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More questions to ask your doctor

Posted on May 14, 2013
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You can't be too informed when entering a doctor's office. Informed patients are safer, save more money and get better sooner. That's why Union Plus is collaborating with Consumer Reports to bring union members, retirees and their families empowering health-care information that will make you a better informed consumer of treatments and procedures.

Check out Choosing Wisely, a set of reports encouraging conversations between physicians and patients about the overuse or misuse of tests and procedures that offer little benefit and may sometimes lead to harm. Here are some ideas of what to look out for when visiting your doctor so you, as a patient, can avoid needless and even harmful procedures:

  • If you're pregnant, two national medical specialty societies now recommend strongly against scheduling an early delivery of your child. It may be more convenient for you or your doctor, but it raises medical risks and may shortchange your child's development. Read and download the report on the Choosing Wisely tab here.
  • If you're having minor surgery, you probably don't need a slew of tests beforehand. Some hospitals will give you a chest X-ray, or blood tests, or heart tests, which you don't need if you're otherwise healthy. Read and download the report on the Choosing Wisely tab here.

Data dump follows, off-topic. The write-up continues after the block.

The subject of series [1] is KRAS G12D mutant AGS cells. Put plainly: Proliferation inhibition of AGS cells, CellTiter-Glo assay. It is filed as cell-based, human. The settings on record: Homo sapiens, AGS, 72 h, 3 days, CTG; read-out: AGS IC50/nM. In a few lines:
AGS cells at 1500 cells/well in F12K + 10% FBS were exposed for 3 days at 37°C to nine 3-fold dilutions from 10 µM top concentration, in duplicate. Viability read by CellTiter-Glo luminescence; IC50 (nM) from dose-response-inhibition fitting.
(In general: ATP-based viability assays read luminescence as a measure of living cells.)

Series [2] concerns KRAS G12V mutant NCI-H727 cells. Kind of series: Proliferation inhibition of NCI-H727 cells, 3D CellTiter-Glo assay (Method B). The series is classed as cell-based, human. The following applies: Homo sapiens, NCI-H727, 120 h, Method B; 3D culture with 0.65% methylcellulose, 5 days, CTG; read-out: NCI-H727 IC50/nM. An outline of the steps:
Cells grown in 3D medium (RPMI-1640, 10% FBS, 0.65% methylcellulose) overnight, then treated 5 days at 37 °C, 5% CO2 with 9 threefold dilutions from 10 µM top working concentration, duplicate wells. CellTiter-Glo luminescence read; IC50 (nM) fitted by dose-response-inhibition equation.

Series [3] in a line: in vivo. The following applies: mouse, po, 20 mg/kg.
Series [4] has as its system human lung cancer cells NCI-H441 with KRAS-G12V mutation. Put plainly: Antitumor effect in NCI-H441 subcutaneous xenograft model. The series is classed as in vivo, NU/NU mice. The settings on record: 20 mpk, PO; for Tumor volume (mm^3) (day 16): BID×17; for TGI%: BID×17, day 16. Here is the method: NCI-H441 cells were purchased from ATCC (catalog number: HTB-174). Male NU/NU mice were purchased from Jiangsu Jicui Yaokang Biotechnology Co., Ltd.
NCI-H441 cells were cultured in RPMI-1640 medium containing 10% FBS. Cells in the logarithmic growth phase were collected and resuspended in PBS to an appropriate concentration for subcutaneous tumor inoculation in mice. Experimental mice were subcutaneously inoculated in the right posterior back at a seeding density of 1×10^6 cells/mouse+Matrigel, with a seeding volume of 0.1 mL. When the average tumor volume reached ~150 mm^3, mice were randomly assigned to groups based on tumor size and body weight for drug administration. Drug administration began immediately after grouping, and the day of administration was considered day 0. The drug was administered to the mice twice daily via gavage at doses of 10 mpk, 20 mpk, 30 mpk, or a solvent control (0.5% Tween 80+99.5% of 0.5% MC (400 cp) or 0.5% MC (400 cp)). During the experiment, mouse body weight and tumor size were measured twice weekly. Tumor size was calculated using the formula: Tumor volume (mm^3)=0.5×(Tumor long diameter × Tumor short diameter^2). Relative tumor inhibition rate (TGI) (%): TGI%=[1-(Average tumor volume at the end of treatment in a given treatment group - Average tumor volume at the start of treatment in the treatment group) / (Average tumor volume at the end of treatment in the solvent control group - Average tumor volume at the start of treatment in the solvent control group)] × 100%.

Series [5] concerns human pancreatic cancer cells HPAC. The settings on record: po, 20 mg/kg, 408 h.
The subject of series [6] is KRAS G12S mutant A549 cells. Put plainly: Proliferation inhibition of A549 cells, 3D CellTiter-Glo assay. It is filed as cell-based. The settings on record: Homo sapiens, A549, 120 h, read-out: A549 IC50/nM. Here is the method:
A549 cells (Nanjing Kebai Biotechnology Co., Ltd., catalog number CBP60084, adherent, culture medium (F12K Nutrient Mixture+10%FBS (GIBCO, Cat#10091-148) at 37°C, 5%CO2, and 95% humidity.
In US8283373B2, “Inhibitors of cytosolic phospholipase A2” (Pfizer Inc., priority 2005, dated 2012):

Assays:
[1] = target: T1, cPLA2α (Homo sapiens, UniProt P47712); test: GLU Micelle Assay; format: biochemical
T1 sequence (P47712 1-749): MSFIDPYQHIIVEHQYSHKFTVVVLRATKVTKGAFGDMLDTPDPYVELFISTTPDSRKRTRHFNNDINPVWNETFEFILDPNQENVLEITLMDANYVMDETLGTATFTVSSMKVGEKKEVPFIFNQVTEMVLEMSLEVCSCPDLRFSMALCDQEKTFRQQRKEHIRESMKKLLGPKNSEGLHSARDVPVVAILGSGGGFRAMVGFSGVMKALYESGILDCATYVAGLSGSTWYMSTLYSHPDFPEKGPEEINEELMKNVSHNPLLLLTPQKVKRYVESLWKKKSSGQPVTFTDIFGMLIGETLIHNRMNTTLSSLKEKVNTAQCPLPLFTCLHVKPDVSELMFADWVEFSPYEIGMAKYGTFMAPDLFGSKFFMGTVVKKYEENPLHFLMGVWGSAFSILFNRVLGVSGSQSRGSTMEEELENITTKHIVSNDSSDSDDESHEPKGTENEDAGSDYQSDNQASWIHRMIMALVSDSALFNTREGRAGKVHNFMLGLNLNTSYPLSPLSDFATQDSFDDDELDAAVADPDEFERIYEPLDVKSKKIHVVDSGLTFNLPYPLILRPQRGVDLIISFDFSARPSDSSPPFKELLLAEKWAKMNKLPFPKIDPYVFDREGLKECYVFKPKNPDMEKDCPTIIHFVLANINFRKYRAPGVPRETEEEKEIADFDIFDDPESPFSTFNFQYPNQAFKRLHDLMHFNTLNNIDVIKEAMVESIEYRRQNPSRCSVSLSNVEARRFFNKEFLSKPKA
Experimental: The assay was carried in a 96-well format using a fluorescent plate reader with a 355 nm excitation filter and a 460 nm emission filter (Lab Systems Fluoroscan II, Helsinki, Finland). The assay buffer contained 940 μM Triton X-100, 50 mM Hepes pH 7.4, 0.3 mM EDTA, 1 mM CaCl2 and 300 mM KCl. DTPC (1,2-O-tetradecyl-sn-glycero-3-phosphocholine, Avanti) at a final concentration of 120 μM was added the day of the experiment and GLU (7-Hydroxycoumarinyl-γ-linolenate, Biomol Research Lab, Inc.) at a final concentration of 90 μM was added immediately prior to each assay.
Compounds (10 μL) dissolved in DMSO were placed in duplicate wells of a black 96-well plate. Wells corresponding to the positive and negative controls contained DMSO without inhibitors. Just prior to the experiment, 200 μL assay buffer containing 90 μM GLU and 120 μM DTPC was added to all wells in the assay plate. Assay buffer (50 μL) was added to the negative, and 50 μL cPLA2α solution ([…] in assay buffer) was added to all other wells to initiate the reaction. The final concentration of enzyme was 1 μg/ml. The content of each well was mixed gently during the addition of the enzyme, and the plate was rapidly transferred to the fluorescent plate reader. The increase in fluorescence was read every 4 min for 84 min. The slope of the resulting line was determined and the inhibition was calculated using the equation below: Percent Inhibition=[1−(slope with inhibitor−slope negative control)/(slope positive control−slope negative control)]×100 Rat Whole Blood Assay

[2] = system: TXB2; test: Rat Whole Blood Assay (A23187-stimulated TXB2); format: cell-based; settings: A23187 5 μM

• If you're having migraine headaches, some drugs can make your headache worse. Using too much pain medicine can lead to a condition called MOH, or medication overuse headache. Drugs containing opioids (Norco, Vicodin, and generics), oxycodone (Percocet and generics) and butalbital (Flioricet, Fiorinal, and generics) can make headaches worse. Read and download the report on the Choosing Wisely tab here.

Consumer Reports is steadily adding to the collection of patient-friendly reports, each about procedures that you should question if they're offered. Check the current list of reports, on everything from allergies to kidney disease to cancer.

In addition, check the free money-saving guides designed to help you navigate the world of drugs â€" to save money when you buy them, to talk to your doctor about your treatment options and choices, and to take drugs more safely and wisely.

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  1. What your national union’s name (not just your local number)? Scroll through the list we have to see if you recognize your union.
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  3. Do you have a union member card or union publication/letter that shows the name of your union? Find something with the name of your union, not just a local number.
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